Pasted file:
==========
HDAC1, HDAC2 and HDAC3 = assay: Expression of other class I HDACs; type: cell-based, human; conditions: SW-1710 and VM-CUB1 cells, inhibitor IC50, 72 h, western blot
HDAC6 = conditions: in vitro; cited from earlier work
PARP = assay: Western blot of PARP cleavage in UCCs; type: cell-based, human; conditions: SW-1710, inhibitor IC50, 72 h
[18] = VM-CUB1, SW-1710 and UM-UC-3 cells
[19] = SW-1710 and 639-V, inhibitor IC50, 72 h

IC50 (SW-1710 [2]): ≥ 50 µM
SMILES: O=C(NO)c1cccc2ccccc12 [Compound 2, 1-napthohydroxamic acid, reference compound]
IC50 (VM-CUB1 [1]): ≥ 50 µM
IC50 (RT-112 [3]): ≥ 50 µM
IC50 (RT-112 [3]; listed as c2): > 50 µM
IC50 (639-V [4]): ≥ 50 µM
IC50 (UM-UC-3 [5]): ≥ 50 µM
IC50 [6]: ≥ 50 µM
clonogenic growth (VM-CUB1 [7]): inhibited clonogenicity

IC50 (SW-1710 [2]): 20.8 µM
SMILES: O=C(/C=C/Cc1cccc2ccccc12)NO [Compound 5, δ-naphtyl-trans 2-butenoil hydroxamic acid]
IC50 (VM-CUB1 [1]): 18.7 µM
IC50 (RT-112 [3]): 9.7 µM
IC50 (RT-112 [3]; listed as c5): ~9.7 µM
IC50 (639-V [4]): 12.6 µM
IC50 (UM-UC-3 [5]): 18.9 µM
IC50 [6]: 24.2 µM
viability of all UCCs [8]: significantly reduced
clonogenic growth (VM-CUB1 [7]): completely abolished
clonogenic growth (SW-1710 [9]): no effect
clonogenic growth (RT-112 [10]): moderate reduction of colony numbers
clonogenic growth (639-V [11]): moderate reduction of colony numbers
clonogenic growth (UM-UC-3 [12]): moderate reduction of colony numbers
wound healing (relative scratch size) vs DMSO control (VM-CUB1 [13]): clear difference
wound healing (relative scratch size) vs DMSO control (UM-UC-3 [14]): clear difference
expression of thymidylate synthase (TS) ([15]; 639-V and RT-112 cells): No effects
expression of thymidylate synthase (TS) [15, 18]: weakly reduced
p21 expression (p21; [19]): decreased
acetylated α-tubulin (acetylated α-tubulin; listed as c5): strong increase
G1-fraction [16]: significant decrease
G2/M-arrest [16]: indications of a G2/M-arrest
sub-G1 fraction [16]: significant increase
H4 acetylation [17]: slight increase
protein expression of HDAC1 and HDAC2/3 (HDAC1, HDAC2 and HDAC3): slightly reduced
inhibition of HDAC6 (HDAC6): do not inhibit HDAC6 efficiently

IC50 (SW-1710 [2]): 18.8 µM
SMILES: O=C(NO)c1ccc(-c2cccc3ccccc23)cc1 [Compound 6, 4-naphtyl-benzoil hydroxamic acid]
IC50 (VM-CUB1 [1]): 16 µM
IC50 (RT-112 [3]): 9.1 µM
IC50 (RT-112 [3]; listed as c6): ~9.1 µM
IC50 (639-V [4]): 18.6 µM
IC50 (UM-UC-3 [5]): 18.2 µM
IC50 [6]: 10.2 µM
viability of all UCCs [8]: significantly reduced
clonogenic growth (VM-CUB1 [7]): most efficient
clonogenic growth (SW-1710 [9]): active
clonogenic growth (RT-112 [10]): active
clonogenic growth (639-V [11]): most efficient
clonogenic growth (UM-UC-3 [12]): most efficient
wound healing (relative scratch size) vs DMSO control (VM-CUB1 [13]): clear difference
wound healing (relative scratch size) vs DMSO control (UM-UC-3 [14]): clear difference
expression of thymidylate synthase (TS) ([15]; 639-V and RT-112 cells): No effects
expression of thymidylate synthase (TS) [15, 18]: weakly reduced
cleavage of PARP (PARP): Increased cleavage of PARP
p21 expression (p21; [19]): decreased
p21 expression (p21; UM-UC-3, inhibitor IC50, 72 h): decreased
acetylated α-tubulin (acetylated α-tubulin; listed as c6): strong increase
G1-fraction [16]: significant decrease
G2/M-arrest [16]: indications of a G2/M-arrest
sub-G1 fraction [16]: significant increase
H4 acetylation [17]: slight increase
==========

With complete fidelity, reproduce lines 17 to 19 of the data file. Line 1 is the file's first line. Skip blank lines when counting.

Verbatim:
IC50 (VM-CUB1 [1]): 18.7 µM
IC50 (RT-112 [3]): 9.7 µM
IC50 (RT-112 [3]; listed as c5): ~9.7 µM